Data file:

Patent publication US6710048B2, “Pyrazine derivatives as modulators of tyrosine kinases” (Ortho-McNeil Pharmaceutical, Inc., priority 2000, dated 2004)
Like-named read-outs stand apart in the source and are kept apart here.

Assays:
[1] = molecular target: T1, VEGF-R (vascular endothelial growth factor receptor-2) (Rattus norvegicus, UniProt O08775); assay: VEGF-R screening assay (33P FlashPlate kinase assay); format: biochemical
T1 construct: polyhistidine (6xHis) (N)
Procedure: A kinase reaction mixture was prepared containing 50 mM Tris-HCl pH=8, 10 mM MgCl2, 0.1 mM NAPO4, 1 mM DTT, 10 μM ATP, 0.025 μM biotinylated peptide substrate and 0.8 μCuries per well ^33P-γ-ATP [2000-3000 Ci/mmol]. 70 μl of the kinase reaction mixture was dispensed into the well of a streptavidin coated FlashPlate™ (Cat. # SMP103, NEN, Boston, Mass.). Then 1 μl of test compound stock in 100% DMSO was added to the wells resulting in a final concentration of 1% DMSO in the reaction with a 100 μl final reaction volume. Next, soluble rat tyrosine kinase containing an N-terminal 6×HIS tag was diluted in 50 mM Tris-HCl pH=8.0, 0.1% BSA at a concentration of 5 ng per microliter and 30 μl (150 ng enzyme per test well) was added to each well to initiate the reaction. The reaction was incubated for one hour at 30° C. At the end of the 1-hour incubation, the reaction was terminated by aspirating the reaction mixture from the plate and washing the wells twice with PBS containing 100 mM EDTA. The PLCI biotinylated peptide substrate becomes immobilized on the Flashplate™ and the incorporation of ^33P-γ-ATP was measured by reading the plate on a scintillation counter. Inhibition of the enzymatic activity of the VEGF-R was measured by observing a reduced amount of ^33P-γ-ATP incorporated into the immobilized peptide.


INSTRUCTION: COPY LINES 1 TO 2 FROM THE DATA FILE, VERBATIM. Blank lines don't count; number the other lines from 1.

Patent publication US6710048B2, “Pyrazine derivatives as modulators of tyrosine kinases” (Ortho-McNeil Pharmaceutical, Inc., priority 2000, dated 2004)
Like-named read-outs stand apart in the source and are kept apart here.